- Leaving GP2
Five drivers left the championship – including the top three drivers – after securing drives in Formula One. Champion Nico Hülkenberg was signed up by Williams F1 to partner Rubens Barrichello, runner-up Vitaly Petrov swapped the Barwa Addax Team for the Renault F1 team to replace Romain Grosjean, and Kamui Kobayashi joined Sauber after several races replacing Timo Glock at Toyota Racing. Karun Chandhok and Lucas di Grassi also graduated, signing for new teams Hispania Racing and Virgin Racing respectively.
Stefano Coletti swapped the Durango team for a place in the Formula Renault 3.5 Series with Comtec Racing, where he was joined by another Durango driver Nelson Panciatici, who signed for Junior Lotus Racing. Franck Perera and Davide Rigon moved back to Superleague Formula, where they would encounter mixed fortunes, with Perera failing to win a race and Rigon becoming season champion. Edoardo Mortara left Arden International for a return to the Formula 3 Euro Series with the crack Signature outfit with whom he had won the Macau Grand Prix with, in 2009. Ricardo Teixeira moved into the FIA Formula Two Championship while Andreas Zuber competed in the inaugural FIA GT1 World Championship with Phoenix Racing / Carsport, as well as a sporadic appearance in the EuroBOSS Series. Diego Nunes returned to Brazil to compete in the Stock Car Brasil series with RC3 Bassani Racing, Javier Villa moved into touring car specification series, competing in the Spanish Mini Championship, while Roldán Rodríguez decided to take a sabbatical from racing after his GP2 Asia campaign.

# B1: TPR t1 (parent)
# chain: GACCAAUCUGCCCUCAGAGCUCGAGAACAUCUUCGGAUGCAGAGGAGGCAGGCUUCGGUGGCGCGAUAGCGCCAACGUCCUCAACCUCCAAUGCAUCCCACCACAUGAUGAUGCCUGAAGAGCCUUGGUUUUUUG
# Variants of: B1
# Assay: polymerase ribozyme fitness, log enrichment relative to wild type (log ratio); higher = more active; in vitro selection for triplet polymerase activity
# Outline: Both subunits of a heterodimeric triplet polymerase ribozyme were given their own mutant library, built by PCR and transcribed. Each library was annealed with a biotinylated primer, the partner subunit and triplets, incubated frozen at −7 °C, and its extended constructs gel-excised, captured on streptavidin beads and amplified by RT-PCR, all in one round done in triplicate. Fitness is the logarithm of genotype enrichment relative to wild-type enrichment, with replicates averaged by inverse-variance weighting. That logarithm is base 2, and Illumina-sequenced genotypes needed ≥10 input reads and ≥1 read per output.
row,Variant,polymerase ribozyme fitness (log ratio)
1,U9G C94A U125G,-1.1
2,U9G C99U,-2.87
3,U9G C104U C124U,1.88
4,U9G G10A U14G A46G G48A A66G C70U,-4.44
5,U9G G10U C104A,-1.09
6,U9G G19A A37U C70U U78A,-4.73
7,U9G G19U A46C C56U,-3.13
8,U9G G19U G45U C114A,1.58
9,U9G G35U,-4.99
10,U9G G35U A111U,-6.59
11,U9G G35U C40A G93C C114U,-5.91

- Midseason Changes
A number of midseason changes were also made during the season, to replace other drivers. Super Nova Racing's Josef Král suffered stable fractures to two of his vertebrae in an accident with Rodolfo González in Valencia. Luca Filippi took his place at Super Nova Racing until Král returned in Abu Dhabi. Romain Grosjean returned to the series, making a one-off appearance at Hockenheim for DAMS. He replaced Jérôme d'Ambrosio at the meeting. After Ho-Pin Tung's injury at the Hungaroring, Grosjean replaced him at Spa-Francorchamps and Monza. Álvaro Parente returned to the series at Spa-Francorchamps replacing Alberto Valerio at Scuderia Coloni. Fabrizio Crestani made his main series début at Spa-Francorchamps replacing compatriot Giacomo Ricci at DPR. Edoardo Piscopo made his main series début at Monza, replacing Johnny Cecotto Jr. at Trident Racing. Brendon Hartley also made his first GP2 appearance at Monza, replacing Vladimir Arabadzhiev at Scuderia Coloni. Ho-Pin Tung made his return from injury at Abu Dhabi, replacing Christian Vietoris after he needed surgery for appendicitis. James Jakes and Federico Leo also their main series débuts in Abu Dhabi, replacing Álvaro Parente at Scuderia Coloni and Edoardo Piscopo at Trident Racing respectively.